Holiday Rewind: Fitzwilly

I strongly associate this movie with a sweaty, empty apartment because I originally reviewed it during a broke summer internship where streaming video was my only luxury. There was nothing signalling to me going in that this was a Christmassy movie, all I knew was that it starred Dick Van Dyke and it was some kind of caper maybe. And at this point, I never really remember much more than that it’s a Christmassy movie, Fitzwilly is running some kind of kind-hearted scam, and I liked it a whole lot more than I expected, to the point that I included my original review (which I made so early in the run of this blog that I hadn’t fully developed my standards for movie poster graphics and so it has a relatively tiny poster) in at least three different bundles of recommended back catalog reading/watching. Over the years I’ve occasionally felt a little disappointed that I didn’t run it at Christmas because I recall it being such a good Christmas movie nobody remembers. So, does it live up to my recollections?

Fitzwilly. The Mirisch Corporation 1967.

Claude Fitzwilliam has been elderly heiress Victoria Woolworth’s butler as long as he was old enough to run the household, after his father, her previous butler, died and Miss Vicky raised him. Miss Vicky’s father spent all of her inheritance, but Fitzwilly has made it his and his staff’s mission to keep her from knowing this, and to that end has developed an elaborate network of thievery charging expensive goods to other wealthy people and companies and diverting them to his “charity” thrift shops. Aside from the considerable expense of maintaining the house and staff and lifestyle Miss Vicky is accustomed to, the biggest hindrance to this scheme is her great passion for philanthropy, as she is constantly writing checks for thousands of dollars to any noble cause she comes across, most, but not all, being intercepted by Fitzwilly’s staff. A new complication enters this operation when Miss Vicky hires a secretary for her dictionary project who is not handpicked and briefed by Fitzwilly, but a straight and narrow college grad Juliet Nowell, who has to be kept from learning anything about the charade, and in the process comes to worry that Fitzwilly’s job as a butler isn’t appropriately challenging for someone with his mind and education. Under Juliet and Miss Vicky’s noses, Fitzwilly’s gang has to execute their biggest job ever, redecorating a house in Florida for a contact who spent most of the money his employers gave him on himself, in exchange for the remaining $75k, enough money to keep Miss Vicky in her lifestyle for the rest of her life.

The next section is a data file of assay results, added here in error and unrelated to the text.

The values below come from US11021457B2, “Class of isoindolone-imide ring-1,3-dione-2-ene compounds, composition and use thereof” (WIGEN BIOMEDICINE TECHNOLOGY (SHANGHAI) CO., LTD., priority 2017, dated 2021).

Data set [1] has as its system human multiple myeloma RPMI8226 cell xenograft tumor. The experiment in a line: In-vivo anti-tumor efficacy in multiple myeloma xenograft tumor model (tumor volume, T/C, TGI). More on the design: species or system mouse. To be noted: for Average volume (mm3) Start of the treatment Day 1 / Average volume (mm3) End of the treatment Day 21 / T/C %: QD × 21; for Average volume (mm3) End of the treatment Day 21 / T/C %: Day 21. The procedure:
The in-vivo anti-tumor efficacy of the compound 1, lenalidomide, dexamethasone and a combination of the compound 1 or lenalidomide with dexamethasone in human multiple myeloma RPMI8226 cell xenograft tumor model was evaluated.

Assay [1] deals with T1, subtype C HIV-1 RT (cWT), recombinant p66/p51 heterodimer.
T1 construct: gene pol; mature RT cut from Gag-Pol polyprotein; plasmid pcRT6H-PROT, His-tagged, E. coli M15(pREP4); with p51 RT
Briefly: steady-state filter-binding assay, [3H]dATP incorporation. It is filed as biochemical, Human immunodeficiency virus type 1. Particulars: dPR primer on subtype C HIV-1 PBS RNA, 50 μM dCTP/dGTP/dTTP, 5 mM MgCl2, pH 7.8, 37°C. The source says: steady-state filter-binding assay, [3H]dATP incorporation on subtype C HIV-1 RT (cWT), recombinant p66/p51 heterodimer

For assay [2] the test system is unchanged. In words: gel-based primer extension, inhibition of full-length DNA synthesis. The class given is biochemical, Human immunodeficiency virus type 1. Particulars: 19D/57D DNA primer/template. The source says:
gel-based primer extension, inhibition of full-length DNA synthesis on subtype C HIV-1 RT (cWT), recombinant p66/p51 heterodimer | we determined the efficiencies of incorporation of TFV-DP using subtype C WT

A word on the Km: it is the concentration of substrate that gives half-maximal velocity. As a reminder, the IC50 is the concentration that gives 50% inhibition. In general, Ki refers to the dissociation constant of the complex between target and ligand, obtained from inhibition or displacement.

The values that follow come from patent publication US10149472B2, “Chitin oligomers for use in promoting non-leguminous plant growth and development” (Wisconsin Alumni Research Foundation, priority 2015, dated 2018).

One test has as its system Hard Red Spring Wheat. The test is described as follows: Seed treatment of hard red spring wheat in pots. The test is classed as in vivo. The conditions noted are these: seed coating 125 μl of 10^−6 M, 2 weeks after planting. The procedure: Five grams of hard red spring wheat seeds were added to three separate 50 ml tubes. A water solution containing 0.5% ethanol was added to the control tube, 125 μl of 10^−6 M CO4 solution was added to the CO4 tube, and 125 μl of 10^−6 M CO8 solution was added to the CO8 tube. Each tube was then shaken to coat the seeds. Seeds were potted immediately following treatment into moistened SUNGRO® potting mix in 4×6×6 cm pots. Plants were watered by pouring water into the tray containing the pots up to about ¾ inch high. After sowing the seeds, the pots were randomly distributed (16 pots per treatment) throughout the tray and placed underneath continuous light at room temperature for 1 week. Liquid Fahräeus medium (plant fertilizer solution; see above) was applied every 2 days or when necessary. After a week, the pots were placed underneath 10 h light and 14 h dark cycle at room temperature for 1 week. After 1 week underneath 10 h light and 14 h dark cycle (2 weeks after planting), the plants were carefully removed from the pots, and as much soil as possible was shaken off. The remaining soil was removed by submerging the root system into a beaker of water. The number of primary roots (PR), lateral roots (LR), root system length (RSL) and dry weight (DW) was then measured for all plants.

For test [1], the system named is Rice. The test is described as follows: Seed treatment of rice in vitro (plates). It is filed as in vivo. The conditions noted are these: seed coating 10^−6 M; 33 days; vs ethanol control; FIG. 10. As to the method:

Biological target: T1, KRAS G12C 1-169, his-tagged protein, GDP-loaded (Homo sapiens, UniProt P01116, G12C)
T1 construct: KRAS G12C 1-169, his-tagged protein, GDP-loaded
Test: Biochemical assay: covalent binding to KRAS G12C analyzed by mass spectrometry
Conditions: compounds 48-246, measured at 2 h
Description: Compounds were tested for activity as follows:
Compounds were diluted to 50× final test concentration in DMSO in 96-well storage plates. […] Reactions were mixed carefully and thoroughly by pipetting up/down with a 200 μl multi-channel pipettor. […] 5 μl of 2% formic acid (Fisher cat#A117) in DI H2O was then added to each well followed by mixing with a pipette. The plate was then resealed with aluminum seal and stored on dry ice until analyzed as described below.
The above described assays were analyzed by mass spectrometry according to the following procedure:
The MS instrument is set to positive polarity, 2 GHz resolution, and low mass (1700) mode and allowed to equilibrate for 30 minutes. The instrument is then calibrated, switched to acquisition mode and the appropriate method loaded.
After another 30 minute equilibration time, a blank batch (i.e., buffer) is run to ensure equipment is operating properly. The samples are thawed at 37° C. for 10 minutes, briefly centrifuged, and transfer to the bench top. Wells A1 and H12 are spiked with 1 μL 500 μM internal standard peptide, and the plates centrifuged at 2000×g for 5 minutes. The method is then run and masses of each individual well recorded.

For most of the movie I feel like my memory has oversold the amount to which it’s a Christmas movie, however the climax is in a busy department store on Christmas Eve and features carol singers, so it gets there eventually. Until that point it doesn’t even feel much like winter.

The two things this movie runs on are Dick Van Dyke’s charisma and to a somewhat lesser extent, the verbal fencing going on every time Fitzwilly and Juliet interact. Their scenes together are often dazzling displays of conversational agility and both actors meet the requirements of the dialogue expertly.

This is a comedic caper with a chapter that has as much Christmas in it as A Christmas Story, but it’s a much better fit to expectations to watch it for the heisting than for the Christmas.

The Adventures of Bullwhip Griffin

The Adventures of Bullwhip Griffin. Walt Disney Pictures 1967.

Before watching the movie:

This is another one it’s hard to find much description that doesn’t just recap the entire plot, so I wasn’t sure if it was something I wanted to see for a while. A rich Boston kid running away to Gold Rush California to have adventures? Eh, not too exciting. The kid getting accompanied by his family’s very buttoned-up butler out of concern for his safety, and the butler is played by Roddy McDowall? This is somewhat more relevant to my interests.

I suspect this is going to have more of an episodic structure, as the Disney equivalent of a pulp Western adventure. Apparently it’s a musical, which could go either way. Being based on a book, there will probably be a decent amount of substance, but mostly I expect loosely connected Western-themed hijinks and barely justified showstopper songs.

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The Old Dark House (1963)

The Old Dark House.
Columbia Pictures 1963.

Before watching the movie:

I learned of this movie from a preshow for some spooky movie at a theater where they play classic videos along the theme of the movie during seating. A horror comedy starring… Tom Poston? The quirky old neighbor on like a dozen 80s/90s sitcoms? In a slasher comedy of errors? Well, why not? For one thing, apparently this is a remake nobody asked for, but I’m not burdened by the expectations of the 1932 movie, so I’ll probably enjoy it more than it was enjoyed at the time.